What is performance testing?
Performance engineering is a software engineering discipline that deals with the techniques, processes, and metrics to make our applications more performant. It is a technique by which we tune the code that we write by measuring against the nonfunctional requirements, such as performance under a certain amount of concurrent users or sessions. Usually performance testing involves simulating production-level workloads in a testing environment to understand how the application performs.
Why do we need to do performance testing?
We live in the cloud era where we are enabled by platforms like Azure that have helped move the infrastructure costs of our workloads from Capital expenditure (to procure servers and network devices upfront) to an Operating expenditure model of provisioning servers on demand. We now can provision additional servers just-in-time, and we can scale out and scale down easily based on runtime metrics like CPU utilization and storage queue length. In addition, we also know that carbon emissions are directly proportional to the servers we set up. From Sara Bergman’s articles—How can I calculate carbon emissions for my Azure VM and How to Measure the Energy Consumption of Your Backend Service—it is clear that the more infrastructure we setup the higher the carbon footprint.
How does it help in carbon savings?
Performance testing helps optimize the infrastructure needed for running a workload. Consider a web application that connects to the database and is used concurrently by more than 1,000 users within a geo-region. A typical infrastructure setup is as per this architecture Basic web application – Azure Reference Architectures | Microsoft Docs .
It has an Azure SQL database behind an App service. There are multiple pricing tiers you can consider to provision for this application, but we can use performance engineering techniques to derive the right tier. A high-level set of activities covering these techniques are:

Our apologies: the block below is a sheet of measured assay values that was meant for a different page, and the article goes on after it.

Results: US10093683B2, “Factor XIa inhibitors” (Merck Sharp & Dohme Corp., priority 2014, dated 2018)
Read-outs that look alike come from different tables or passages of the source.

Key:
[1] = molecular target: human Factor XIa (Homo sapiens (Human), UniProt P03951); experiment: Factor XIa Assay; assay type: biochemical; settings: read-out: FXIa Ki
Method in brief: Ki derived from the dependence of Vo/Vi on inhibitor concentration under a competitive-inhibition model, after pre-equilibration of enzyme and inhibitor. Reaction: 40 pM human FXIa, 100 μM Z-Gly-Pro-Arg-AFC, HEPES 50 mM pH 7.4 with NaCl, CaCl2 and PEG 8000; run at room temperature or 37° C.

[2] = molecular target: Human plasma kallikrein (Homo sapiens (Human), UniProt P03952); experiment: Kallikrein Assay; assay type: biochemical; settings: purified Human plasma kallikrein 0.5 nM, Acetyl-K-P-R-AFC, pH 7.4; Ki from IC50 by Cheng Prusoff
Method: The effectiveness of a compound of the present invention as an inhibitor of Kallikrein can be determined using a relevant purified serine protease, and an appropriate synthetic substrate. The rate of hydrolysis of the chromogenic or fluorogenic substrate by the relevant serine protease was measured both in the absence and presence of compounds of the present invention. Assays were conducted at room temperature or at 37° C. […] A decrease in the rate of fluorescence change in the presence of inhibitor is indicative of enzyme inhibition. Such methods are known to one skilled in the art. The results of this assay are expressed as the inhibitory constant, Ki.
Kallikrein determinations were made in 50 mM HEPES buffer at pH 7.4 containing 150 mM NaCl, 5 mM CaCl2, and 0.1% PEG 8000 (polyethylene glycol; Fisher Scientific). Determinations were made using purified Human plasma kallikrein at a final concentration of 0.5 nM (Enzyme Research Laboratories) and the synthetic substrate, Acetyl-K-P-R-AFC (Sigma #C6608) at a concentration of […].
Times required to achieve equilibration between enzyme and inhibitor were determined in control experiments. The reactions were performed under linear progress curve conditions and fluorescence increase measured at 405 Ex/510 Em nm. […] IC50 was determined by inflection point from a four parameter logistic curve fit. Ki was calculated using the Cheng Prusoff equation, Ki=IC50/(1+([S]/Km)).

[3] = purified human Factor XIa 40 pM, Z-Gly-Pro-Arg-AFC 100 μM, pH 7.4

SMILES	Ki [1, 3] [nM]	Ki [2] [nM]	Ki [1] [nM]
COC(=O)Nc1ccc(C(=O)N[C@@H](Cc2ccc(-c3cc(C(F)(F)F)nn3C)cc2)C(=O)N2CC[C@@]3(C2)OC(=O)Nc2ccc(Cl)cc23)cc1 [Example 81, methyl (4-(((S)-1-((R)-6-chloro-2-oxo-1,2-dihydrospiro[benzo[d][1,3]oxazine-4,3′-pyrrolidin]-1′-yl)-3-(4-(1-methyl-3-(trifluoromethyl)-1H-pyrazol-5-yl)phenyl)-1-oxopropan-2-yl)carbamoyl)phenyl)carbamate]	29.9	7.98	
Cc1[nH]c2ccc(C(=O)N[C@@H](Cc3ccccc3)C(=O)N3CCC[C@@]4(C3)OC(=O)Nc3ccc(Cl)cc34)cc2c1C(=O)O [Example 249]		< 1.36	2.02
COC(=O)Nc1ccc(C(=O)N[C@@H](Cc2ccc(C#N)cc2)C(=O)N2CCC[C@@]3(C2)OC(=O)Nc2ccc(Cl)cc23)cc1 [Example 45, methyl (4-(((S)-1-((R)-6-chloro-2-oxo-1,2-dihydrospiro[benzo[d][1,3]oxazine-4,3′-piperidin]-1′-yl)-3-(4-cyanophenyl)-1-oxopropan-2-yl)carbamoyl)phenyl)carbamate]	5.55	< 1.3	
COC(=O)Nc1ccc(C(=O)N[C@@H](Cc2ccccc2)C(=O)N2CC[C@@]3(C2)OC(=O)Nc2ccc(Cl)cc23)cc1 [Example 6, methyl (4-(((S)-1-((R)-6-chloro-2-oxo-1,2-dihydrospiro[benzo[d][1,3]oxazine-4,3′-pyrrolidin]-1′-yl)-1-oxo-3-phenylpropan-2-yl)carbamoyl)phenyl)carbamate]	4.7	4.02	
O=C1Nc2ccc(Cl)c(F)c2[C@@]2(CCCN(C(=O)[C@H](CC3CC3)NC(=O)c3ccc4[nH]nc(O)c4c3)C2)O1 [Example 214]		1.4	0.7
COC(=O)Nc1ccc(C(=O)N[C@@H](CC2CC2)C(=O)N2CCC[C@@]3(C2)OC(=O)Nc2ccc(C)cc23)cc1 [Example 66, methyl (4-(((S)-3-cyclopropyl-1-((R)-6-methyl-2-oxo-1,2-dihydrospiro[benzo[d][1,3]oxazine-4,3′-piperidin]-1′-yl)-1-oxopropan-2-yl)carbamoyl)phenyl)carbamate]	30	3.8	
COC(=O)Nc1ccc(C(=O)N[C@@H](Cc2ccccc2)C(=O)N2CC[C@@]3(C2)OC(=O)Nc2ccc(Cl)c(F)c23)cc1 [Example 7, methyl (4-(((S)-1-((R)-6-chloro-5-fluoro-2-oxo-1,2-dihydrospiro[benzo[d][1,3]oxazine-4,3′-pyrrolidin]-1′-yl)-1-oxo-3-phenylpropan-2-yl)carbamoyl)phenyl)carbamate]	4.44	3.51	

Identify the user load, latency acceptable and throughput required for the application (Non-functional requirements – NFR)
Choose the lowest pricing tier for the Azure services that has specifications matching the NFRs.
Run a simulated load test on key application scenarios and identify the headroom available in the infrastructure to take on additional load.
An example of tuning
In the example graph below, the utilization of the database was calculated after the initial load tests. As you can see, the average utilization is hovering around 80% with a peak close to 97%. This does not allow any excess capacity to add additional workloads on the database.
Running Azure Database tuning advisor helped identify many recommendations, including need to add indexes and to fix some long running queries.
Incorporating the recommendations helped bring down the database utilization as you can see in the “After Tuning” graph. Now the same database at the same pricing tier can handle additional application querying.
Another Example of Tuning
In another example, you can see that during the initial performance runs, an application is showing high CPU utilization and is also showing memory leaks, since memory graph is not reducing at the end of the load run.
This is another scenario where we could have iteratively tried provisioning more infrastructure—higher RAM, premium pricing tier—and the memory leak and CPU utilization problems could have been contained. This, however, means a higher carbon footprint and infinitely increasing costs for the customer. Code written poorly is never identified and the infrastructure used is not optimal for the workload.
Tuning techniques like asynchronous callback, caching and explicit garbage collection calls were implemented to fix the code issues. This helped bring down the CPU utilization and, as the after tuning graph shows, now it has enough excess capacity to handle more workloads.
This is an example of a Carbon efficient application.
The art and science of performance engineering will help us:
Build applications that are carbon efficient, thus minimizing the amount of carbon emitted per unit of work.
Build applications that are energy efficient.
Run servers and machines at a high rate of utilization.
Take full advantage of what you have already and minimize wasted cycles and resources.
Enable success of microservices architectures that will help increase the compute density of already provisioned hardware.
Also, this should never be a one-time activity. We should deepen the performance strategy within development sprints to be able to make changes much earlier in the software development lifecycle.
Originally published in the Microsoft Dev Ops Blogs